Fun Ways to Make Money Are Right at Your Fingertips

It’s hard to think of fun ways to make money without including cashing in on some of your favorite hobbies and passions. What could be more fun than focusing not only on what you love to do in your spare time — crafting, taking photographs, writing, baking — but making some extra cash while doing it? Take whatever passion you have that you hope to earn some extra cash with, and plug it into the three steps below.

1. Figure Out What One Product Unit Looks Like

When you start thinking about fun ways to make money with your hobby or passion, you need to change the way you look at it. You’re going to be selling this to someone else, so you need to figure out a way to package your passion into a product unit. For example, a writer’s product unit could be one freelance article, one homemade greeting card or one resume. If you’re a photographer, your product unit could be one family portrait session or a wedding. For crafters, you’ll need to create something you can replicate over and over again with slight variations to satisfy your customer’s tastes.

A great way to get started with this step is to browse products already being offered in your market. Search sites like Etsy and Pinterest for crafts similar to yours, photographer sites in your local area to see how they package their deals and job forums such as Problogger.com for writer rates.

2. Test the Market

You don’t want to spend hours upon hours creating 50 of the same product unit — even if it does feel gleeful — without knowing whether that product will sell. Save yourself some headache and an excess pile of scarves by first testing your new product out on the market. An easy way to do this is to offer a limited number of products for sale to people in your current social network. Post about what you have to sell in Facebook groups you’re part of that allow promotions and spread the word offline as well. Are there any craft fairs that would allow you to open your business just for a weekend?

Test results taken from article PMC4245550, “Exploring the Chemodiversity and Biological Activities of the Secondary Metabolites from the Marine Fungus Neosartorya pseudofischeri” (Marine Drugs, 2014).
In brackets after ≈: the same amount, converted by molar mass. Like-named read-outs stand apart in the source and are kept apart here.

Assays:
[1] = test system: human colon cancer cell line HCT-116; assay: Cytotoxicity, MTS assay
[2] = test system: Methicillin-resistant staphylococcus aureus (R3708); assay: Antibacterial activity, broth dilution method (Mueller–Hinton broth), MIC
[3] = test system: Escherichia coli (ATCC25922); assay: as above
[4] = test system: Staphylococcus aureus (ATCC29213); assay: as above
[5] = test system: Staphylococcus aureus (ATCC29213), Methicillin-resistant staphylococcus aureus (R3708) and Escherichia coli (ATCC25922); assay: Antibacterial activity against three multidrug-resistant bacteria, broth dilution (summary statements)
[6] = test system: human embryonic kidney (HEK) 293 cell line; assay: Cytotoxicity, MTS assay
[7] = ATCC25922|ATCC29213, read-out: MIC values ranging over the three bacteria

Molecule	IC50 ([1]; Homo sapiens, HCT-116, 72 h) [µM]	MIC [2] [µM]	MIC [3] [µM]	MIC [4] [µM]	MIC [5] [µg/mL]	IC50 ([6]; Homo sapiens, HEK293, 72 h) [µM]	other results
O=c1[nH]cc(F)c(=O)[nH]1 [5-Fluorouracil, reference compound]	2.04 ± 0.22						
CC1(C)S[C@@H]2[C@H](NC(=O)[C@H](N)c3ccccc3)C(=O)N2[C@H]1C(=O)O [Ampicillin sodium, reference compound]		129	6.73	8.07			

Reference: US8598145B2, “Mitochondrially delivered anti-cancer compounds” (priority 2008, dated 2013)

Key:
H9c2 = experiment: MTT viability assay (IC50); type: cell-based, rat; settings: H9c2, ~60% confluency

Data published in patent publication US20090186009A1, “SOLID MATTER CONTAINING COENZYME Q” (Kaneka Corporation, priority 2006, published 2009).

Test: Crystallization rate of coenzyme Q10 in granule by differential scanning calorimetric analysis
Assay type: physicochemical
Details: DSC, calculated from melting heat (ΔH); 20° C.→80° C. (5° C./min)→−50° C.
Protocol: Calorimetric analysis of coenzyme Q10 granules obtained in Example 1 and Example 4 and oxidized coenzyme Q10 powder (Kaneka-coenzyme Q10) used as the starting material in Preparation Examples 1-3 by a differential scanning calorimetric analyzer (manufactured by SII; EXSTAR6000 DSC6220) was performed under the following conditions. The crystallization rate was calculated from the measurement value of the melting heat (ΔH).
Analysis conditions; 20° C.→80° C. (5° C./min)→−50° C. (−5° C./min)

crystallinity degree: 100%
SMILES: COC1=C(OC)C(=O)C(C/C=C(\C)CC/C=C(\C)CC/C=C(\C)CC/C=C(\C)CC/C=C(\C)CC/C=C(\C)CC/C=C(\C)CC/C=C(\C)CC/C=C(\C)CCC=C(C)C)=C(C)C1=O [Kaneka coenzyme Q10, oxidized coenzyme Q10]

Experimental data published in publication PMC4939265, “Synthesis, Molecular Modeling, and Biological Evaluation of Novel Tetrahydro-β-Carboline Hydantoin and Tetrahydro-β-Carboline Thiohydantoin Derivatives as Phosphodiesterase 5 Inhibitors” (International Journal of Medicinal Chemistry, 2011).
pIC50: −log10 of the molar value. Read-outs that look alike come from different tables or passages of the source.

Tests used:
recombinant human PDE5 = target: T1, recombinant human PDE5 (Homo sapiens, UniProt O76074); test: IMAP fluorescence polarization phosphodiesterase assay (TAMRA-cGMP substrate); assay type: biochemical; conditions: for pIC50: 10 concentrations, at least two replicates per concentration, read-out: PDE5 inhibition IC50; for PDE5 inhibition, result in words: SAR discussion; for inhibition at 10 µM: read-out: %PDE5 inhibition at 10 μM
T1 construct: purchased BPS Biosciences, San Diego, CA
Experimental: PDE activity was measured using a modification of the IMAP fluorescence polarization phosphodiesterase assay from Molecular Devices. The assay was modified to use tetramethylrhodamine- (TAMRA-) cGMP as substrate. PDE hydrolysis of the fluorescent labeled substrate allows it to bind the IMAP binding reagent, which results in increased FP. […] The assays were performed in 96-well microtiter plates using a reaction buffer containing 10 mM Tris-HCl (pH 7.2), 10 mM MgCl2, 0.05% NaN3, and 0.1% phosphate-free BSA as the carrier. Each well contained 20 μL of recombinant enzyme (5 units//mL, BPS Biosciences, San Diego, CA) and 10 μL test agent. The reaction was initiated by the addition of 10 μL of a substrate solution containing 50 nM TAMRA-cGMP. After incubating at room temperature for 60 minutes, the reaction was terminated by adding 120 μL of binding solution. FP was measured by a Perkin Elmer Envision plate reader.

During this trial period you want to gauge the demand for your product, as well as get feedback from early customers. Are there tweaks you can make to really make your masterpiece fly off the digital shelves? If what you created doesn’t sell well, don’t fret. That’s great information as well. Take the feedback you received, and go back to step one to figure out a new product to make.

3. Find Your Solid Gold Distribution Platform

Since you’re starting out as a one-person operation, you might only be able to create one product per week. Or maybe you can create five products per day. The point is that you want to use a platform to sell your products at the pace you can supply them. You can cap your sales quantities through limited offers on a personal website, and through small or midsized platforms like Etsy that allow you to indicate the quantity available (as well as automatically update that quantity as you sell). Large distribution sites include places like Amazon.com. The platform you choose all depends on what you’re offering and how much time you can dedicate to creation.

The helpful thing about taking action on something, such as cashing in on your hobbies and passions, is that there’s a built-in feedback loop. Each time you sell something new, use a different platform or otherwise put yourself “out there,” you will learn. And as you learn, be sure to make tweaks and changes so that in the end you’ll build yourself a well-oiled cash machine.

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